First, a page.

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Cuthbert the Caterpillar

Aldi strikes again with #FreeCuthbert Round 2

Cuthbert the Caterpillar

Aldi strikes again with #FreeCuthbert Round 2

Retail giant Aldi has once again shown how social media can be used to generate positive brand awareness on a large scale.

Last Thursday, the BBC broke the news that M&S was taking Aldi to court over its light-up gin bottles. This is the second time this year that the two retailers have faced one another in the courtroom, with the famous #FreeCuthbert movement taking place back in April over the similarities of the two chains’ caterpillar cakes.

Once again, Aldi took to its Twitter to make light of the situation from the offset:

Not only did this tweet light-heartedly address the situation, but it also highlighted the farce of the ordeal by referencing the stark difference in price points between the two chains – both back in April with #FreeCuthbert, and now with the gin bottles, the point is raised that the supermarkets have vastly different customer bases and so, arguably, not much reason to go to court, as Aldi wouldn’t necessarily have ‘stolen’ customers from M&S.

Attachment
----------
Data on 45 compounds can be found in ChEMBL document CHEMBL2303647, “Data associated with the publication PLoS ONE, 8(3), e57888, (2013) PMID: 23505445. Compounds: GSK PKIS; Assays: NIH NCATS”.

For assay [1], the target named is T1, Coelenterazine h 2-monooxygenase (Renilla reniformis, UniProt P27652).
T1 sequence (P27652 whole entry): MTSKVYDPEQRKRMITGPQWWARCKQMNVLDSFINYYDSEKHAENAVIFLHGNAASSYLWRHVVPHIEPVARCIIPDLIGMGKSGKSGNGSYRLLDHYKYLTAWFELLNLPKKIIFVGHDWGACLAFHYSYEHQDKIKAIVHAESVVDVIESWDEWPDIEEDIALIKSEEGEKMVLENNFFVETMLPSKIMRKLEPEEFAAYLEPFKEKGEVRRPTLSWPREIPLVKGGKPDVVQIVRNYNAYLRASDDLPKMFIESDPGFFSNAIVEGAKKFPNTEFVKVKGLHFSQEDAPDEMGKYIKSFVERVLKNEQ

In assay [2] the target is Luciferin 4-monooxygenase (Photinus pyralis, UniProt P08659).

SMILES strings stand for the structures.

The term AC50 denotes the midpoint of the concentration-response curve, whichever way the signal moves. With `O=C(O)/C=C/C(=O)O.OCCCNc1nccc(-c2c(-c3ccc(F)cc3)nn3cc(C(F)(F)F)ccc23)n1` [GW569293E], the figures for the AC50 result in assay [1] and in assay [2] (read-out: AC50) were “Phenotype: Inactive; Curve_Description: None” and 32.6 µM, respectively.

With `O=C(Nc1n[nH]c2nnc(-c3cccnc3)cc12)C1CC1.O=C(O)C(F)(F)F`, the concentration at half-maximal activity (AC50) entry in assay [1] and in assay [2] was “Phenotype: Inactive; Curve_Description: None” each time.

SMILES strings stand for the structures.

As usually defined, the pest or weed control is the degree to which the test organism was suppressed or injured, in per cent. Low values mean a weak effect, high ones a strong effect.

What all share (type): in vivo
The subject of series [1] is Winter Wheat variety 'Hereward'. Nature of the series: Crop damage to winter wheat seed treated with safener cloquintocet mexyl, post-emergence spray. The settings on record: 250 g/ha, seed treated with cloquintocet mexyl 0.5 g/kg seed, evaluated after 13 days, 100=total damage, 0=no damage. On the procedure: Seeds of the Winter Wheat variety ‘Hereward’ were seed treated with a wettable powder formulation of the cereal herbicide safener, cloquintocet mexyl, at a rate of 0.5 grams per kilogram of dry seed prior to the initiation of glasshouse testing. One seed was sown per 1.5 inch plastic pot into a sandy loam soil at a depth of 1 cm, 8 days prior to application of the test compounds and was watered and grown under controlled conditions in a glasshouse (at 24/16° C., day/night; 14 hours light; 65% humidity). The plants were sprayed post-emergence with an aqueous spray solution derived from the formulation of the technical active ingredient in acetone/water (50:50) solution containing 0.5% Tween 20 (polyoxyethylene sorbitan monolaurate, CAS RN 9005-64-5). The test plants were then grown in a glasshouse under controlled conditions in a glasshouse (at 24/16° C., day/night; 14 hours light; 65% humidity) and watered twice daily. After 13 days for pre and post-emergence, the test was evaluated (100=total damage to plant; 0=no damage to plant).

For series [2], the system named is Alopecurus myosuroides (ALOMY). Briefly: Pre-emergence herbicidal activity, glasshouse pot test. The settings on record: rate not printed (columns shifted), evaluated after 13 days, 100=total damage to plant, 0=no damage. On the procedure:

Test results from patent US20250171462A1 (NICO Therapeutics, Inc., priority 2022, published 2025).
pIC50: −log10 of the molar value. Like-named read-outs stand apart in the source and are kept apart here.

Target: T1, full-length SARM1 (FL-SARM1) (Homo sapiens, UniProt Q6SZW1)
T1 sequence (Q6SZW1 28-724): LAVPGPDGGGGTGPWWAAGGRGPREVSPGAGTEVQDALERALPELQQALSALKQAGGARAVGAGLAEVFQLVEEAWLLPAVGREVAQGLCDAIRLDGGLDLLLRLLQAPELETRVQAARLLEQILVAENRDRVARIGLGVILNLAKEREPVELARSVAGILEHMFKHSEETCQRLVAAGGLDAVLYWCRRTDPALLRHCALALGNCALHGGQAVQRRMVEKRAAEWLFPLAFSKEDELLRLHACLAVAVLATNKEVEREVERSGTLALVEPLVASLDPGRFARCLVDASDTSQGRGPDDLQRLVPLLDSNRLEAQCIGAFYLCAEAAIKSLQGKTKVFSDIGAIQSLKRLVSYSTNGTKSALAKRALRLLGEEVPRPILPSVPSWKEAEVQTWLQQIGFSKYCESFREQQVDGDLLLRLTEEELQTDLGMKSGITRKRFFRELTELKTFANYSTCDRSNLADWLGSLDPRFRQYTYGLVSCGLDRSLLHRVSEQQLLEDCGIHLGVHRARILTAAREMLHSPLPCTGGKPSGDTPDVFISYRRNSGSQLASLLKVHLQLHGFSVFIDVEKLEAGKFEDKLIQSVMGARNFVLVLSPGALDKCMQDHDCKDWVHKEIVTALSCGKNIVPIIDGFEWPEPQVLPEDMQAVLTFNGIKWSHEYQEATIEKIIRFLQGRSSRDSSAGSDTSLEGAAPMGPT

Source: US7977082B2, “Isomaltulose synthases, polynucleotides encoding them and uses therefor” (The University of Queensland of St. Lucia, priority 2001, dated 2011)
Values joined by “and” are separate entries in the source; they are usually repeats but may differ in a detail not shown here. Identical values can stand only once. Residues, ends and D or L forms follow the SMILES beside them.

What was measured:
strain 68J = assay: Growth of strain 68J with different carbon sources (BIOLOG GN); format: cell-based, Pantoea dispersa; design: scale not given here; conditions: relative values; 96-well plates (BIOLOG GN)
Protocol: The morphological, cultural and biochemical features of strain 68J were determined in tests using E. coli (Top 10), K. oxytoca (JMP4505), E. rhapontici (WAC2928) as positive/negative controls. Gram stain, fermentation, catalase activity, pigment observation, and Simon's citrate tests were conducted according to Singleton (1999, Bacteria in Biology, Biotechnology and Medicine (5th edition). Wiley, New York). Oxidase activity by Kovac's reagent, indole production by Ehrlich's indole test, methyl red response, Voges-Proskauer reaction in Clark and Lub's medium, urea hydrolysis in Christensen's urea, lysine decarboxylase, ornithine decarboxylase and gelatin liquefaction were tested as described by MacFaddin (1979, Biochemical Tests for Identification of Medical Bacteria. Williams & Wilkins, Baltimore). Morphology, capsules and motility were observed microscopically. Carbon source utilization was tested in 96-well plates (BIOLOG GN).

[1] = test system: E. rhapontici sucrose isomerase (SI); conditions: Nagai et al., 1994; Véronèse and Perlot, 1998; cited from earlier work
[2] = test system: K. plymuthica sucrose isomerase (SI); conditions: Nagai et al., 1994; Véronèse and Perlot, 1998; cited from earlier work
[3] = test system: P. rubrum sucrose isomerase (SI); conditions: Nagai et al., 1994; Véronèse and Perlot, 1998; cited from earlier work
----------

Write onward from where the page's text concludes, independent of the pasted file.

After the initial tweet, which gained over 16,000 likes and over 2,000 retweets, Aldi’s social media team continued to roll out humorous posts, much to its followers delight, labelling itself “ginnocent” and saying it was “Colin” its lawyers. Aldi continued the gags into the next day, with one particular tweet referencing Grand Theft Auto and using an image of Cuthbert to block an expletive, and another referencing the famous piracy warning featured on many DVDs in the 2000s – both pop culture references appealing to millennials and Gen Z, both of which are extremely prevalent on the social media site:

As with #FreeCuthbert Round 1, Aldi has shown the power of putting engaging content out on social media, yet again turning a potentially damaging story against the brand into a rallying cry, with many people siding with the discount grocery chain. Indeed, some commenters on Facebook said they weren’t aware Aldi were even selling light-up gin bottles, but now they knew, they’d be shopping for the bottles there instead.

M&S, on the other hand, has remained silent throughout the ordeal.

While Aldi may end up having to pay out to M&S, it has once again found itself generating copious amounts of positive brand exposure through its humorous remarks, and by publicising the fact that it sells light-up gin bottles, it may find itself with more customers in the run up to Christmas – customers who may pick up more than just a bottle of gin.

If you’d like to learn more about how you can use social media to generate positive brand exposure for your business, reach out to our team at Engage Web today.

Emily Jones

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